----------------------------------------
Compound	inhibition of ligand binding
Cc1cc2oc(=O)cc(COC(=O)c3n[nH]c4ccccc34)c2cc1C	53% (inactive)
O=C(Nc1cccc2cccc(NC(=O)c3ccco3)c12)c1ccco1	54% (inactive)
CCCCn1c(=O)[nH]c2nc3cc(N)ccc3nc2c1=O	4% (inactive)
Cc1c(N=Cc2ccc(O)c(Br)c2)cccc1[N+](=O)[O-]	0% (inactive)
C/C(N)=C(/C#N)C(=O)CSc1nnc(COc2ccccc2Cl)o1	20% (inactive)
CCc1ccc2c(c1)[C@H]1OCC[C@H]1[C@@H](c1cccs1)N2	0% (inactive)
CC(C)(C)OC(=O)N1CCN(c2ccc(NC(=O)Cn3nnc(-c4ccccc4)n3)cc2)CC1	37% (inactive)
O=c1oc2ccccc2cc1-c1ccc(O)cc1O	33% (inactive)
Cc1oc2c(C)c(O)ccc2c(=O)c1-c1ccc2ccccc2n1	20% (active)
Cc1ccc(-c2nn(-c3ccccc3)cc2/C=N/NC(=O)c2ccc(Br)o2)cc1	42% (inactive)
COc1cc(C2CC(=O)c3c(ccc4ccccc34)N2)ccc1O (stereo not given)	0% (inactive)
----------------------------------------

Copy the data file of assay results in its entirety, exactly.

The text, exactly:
Compound	inhibition of ligand binding
Cc1cc2oc(=O)cc(COC(=O)c3n[nH]c4ccccc34)c2cc1C	53% (inactive)
O=C(Nc1cccc2cccc(NC(=O)c3ccco3)c12)c1ccco1	54% (inactive)
CCCCn1c(=O)[nH]c2nc3cc(N)ccc3nc2c1=O	4% (inactive)
Cc1c(N=Cc2ccc(O)c(Br)c2)cccc1[N+](=O)[O-]	0% (inactive)
C/C(N)=C(/C#N)C(=O)CSc1nnc(COc2ccccc2Cl)o1	20% (inactive)
CCc1ccc2c(c1)[C@H]1OCC[C@H]1[C@@H](c1cccs1)N2	0% (inactive)
CC(C)(C)OC(=O)N1CCN(c2ccc(NC(=O)Cn3nnc(-c4ccccc4)n3)cc2)CC1	37% (inactive)
O=c1oc2ccccc2cc1-c1ccc(O)cc1O	33% (inactive)
Cc1oc2c(C)c(O)ccc2c(=O)c1-c1ccc2ccccc2n1	20% (active)
Cc1ccc(-c2nn(-c3ccccc3)cc2/C=N/NC(=O)c2ccc(Br)o2)cc1	42% (inactive)
COc1cc(C2CC(=O)c3c(ccc4ccccc34)N2)ccc1O (stereo not given)	0% (inactive)